• Oliver Scott

The First Female Entrepreneur

The first female self-made millionaire in America is in the Guinness Book of World Records and her name is Madam C. J. Walker. She was an African American entrepreneur, philanthropist, and political and social activist born in 1867. Her parents, Owen and Minerva, were sharecroppers born in to slavery in Louisiana.

Walker was the first in her family to be born free after the Emancipation Proclamation. Her early life was faced with challenges, being orphaned at six, married at fourteen, and widowed at the age of twenty.

Starting over, she moved to St. Louis to join her brothers who were barbers, while she worked as a laundress. At the time, she was earning as little as $1.50 a day however, was destined to be a leader and entrepreneur. After suffering from scalp ailments and hair loss, with the support and influence of her brothers, she developed her own regimine of haircare products. She prayed nightly for her hair to come back and one night, a man came to her in her dreams and told her the way to cure her bald spots. In 1905 she moved again to Denver where she soon met her husband, Charles J. Walker, who helped her with marketing and mail order of her products as they gained popularity like her Wonderful Hair Grower, changing her fortunes. She experimented with formulas, eventually settling on a combination of petroleum jelly, beeswax, copper sulfate, and perfume to hide the sulfur smell. It was called the "Walker System".

This system involved scalp preparation, lotions and iron combs and her pomade became the most successful item sold. She differentiated her products from the competitive market (mostly monopolized by white men) by targeting it directly to her audience, black women. She expressed how her products were made with their better interest in mind. She won over the market and became so successful, she hired a fleet of saleswomen she called "beauty cultralists" who sold the products by going door-to-door. She went on to employing thousands of women under her business model, The Madam C. J. Walker Manufacturing Co.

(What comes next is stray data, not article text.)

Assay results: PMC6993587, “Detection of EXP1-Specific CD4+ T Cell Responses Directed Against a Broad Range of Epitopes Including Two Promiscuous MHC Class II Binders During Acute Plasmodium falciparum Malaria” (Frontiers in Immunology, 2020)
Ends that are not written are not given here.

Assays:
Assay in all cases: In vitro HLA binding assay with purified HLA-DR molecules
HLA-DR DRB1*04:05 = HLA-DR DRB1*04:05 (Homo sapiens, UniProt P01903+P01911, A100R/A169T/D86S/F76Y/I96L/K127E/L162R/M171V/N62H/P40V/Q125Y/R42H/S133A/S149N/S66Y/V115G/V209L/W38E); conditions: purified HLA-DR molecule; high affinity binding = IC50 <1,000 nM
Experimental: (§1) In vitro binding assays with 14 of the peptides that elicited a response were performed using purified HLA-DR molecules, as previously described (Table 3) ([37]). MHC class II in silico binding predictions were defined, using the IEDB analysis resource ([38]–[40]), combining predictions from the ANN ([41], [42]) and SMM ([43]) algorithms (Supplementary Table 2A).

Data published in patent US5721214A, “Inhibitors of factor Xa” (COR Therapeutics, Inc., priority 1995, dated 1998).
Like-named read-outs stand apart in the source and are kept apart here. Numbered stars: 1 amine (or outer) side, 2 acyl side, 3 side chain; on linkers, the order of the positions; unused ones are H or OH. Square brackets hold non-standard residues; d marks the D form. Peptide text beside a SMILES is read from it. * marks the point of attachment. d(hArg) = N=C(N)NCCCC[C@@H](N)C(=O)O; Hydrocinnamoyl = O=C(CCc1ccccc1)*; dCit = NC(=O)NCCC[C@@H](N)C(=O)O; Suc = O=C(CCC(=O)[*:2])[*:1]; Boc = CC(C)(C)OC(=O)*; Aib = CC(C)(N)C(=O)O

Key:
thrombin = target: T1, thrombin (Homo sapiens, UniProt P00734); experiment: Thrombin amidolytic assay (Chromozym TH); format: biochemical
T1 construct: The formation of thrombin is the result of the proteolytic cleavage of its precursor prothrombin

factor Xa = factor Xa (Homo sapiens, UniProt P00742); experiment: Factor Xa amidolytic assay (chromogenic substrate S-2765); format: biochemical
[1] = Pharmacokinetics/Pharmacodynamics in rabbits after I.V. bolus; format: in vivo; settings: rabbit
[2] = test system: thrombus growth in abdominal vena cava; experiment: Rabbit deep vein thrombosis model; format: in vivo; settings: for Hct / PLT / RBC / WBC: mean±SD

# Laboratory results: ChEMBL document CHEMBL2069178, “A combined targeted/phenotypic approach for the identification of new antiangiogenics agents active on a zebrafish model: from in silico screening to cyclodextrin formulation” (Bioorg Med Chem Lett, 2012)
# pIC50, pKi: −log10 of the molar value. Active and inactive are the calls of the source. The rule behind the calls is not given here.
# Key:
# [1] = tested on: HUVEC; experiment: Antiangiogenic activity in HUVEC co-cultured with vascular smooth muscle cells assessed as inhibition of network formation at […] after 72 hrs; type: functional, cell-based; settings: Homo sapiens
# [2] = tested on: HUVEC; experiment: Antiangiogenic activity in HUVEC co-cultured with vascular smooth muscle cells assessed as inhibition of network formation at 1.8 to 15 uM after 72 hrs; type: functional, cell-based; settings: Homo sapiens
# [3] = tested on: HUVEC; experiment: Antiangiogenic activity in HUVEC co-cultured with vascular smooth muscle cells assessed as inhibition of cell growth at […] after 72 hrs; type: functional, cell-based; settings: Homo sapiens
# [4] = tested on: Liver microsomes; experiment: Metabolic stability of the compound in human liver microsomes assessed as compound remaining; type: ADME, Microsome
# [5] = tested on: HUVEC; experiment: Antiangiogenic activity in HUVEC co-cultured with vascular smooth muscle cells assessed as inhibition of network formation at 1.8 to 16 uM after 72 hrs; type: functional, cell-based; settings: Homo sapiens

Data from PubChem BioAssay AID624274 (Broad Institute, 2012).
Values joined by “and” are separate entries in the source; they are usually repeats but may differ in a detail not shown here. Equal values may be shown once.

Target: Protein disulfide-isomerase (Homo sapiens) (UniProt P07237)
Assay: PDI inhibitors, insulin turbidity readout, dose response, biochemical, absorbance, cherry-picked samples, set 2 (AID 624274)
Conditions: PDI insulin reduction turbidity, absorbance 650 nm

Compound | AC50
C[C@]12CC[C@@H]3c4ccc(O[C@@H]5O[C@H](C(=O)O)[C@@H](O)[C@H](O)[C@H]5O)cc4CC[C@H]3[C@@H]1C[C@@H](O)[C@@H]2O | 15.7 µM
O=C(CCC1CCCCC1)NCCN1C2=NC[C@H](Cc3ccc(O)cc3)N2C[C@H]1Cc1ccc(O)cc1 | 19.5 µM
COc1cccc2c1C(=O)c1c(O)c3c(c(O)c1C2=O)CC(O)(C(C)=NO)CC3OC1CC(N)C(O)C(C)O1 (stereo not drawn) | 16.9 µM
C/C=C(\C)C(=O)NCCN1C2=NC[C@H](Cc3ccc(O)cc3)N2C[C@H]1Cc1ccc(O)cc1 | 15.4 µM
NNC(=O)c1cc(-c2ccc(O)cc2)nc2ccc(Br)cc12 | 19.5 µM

Walker took great pride in using her wealth to fund scholarships for women and donated to the NAACP, the Black YMCA and other charities. She also encouraged her employees to give back to their community and provided bonuses when they did. She also expanded out of the U.S. to the Caribbean and Central American where she saw "untapped opportunity".

Madam Walker's success broke barriers and bypassed the stereotypes of her time.

Her New York mansion was designed by an African-American architect in a suburb known for wealth and status, and is now a privately owned Historic Landmark. According to the Smithsonian, her personal fortune was estimated to be $600,000 to $700,000 when she died in 1919 at the age of 51 which is the equivalent to 10,584,242.77 today. She denied ever being a millionare but said she "hoped to be one day".

By the end of Walker’s life in 1919, she would rank among the nation’s wealthiest self-made women of the era.

Credits and References:

Smithsonian Mag



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